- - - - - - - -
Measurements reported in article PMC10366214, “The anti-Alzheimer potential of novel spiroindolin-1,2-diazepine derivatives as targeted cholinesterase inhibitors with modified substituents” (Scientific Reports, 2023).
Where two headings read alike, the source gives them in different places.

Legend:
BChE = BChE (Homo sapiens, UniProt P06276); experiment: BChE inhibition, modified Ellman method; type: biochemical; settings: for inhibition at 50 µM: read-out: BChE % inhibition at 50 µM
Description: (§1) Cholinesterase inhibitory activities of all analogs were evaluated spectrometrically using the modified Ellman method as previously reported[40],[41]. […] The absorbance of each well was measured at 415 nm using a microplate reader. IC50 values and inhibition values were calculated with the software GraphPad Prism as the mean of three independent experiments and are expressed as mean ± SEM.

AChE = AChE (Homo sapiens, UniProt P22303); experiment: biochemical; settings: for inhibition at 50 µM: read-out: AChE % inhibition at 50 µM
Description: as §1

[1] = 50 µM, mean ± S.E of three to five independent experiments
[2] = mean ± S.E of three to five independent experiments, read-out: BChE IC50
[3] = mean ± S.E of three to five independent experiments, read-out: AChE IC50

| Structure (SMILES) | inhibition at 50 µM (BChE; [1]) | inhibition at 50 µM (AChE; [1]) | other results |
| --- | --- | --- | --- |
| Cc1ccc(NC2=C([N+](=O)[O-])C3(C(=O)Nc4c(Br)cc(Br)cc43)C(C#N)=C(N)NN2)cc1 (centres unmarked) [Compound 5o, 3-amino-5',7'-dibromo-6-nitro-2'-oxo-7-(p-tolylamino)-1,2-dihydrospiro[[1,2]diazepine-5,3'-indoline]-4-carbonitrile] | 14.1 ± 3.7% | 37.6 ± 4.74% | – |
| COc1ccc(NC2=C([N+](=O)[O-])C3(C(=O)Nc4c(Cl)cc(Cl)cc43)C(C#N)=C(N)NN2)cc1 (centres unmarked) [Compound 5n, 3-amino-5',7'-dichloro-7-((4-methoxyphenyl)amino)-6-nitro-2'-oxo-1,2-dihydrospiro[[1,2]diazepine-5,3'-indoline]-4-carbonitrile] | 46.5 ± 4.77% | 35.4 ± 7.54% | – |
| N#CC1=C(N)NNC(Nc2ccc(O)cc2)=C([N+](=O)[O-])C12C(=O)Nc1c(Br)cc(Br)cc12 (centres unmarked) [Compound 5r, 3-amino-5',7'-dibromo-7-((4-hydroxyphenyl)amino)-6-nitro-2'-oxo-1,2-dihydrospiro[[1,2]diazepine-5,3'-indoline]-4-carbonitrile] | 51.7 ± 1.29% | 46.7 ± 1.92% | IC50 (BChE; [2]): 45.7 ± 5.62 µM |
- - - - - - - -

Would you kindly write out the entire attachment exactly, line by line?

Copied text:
Measurements reported in article PMC10366214, “The anti-Alzheimer potential of novel spiroindolin-1,2-diazepine derivatives as targeted cholinesterase inhibitors with modified substituents” (Scientific Reports, 2023).
Where two headings read alike, the source gives them in different places.

Legend:
BChE = BChE (Homo sapiens, UniProt P06276); experiment: BChE inhibition, modified Ellman method; type: biochemical; settings: for inhibition at 50 µM: read-out: BChE % inhibition at 50 µM
Description: (§1) Cholinesterase inhibitory activities of all analogs were evaluated spectrometrically using the modified Ellman method as previously reported[40],[41]. […] The absorbance of each well was measured at 415 nm using a microplate reader. IC50 values and inhibition values were calculated with the software GraphPad Prism as the mean of three independent experiments and are expressed as mean ± SEM.

AChE = AChE (Homo sapiens, UniProt P22303); experiment: biochemical; settings: for inhibition at 50 µM: read-out: AChE % inhibition at 50 µM
Description: as §1

[1] = 50 µM, mean ± S.E of three to five independent experiments
[2] = mean ± S.E of three to five independent experiments, read-out: BChE IC50
[3] = mean ± S.E of three to five independent experiments, read-out: AChE IC50

| Structure (SMILES) | inhibition at 50 µM (BChE; [1]) | inhibition at 50 µM (AChE; [1]) | other results |
| --- | --- | --- | --- |
| Cc1ccc(NC2=C([N+](=O)[O-])C3(C(=O)Nc4c(Br)cc(Br)cc43)C(C#N)=C(N)NN2)cc1 (centres unmarked) [Compound 5o, 3-amino-5',7'-dibromo-6-nitro-2'-oxo-7-(p-tolylamino)-1,2-dihydrospiro[[1,2]diazepine-5,3'-indoline]-4-carbonitrile] | 14.1 ± 3.7% | 37.6 ± 4.74% | – |
| COc1ccc(NC2=C([N+](=O)[O-])C3(C(=O)Nc4c(Cl)cc(Cl)cc43)C(C#N)=C(N)NN2)cc1 (centres unmarked) [Compound 5n, 3-amino-5',7'-dichloro-7-((4-methoxyphenyl)amino)-6-nitro-2'-oxo-1,2-dihydrospiro[[1,2]diazepine-5,3'-indoline]-4-carbonitrile] | 46.5 ± 4.77% | 35.4 ± 7.54% | – |
| N#CC1=C(N)NNC(Nc2ccc(O)cc2)=C([N+](=O)[O-])C12C(=O)Nc1c(Br)cc(Br)cc12 (centres unmarked) [Compound 5r, 3-amino-5',7'-dibromo-7-((4-hydroxyphenyl)amino)-6-nitro-2'-oxo-1,2-dihydrospiro[[1,2]diazepine-5,3'-indoline]-4-carbonitrile] | 51.7 ± 1.29% | 46.7 ± 1.92% | IC50 (BChE; [2]): 45.7 ± 5.62 µM |